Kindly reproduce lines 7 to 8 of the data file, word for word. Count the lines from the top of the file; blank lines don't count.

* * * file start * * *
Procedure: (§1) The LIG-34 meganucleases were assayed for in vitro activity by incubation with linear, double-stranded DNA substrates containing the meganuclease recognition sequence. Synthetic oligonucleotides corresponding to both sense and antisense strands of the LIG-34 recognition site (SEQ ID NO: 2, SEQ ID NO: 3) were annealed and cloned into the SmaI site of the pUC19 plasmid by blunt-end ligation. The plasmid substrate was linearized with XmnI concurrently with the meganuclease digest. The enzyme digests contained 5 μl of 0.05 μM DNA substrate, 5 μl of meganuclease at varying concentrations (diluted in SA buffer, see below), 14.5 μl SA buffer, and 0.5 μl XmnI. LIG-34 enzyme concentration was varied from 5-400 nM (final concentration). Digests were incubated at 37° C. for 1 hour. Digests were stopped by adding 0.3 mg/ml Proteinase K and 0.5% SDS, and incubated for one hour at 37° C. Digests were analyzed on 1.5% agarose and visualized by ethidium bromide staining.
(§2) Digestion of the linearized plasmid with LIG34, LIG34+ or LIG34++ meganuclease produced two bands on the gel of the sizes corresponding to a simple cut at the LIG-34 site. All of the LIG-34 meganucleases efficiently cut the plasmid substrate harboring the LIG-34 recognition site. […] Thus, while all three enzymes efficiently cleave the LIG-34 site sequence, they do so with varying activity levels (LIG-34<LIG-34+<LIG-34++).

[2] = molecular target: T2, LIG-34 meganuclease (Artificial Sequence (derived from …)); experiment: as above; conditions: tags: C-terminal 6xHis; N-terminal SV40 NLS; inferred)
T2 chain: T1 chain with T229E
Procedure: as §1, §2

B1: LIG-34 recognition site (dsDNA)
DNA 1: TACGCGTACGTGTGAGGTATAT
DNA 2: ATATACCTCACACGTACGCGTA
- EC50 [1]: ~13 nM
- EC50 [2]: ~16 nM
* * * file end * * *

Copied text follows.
DNA 1: TACGCGTACGTGTGAGGTATAT
DNA 2: ATATACCTCACACGTACGCGTA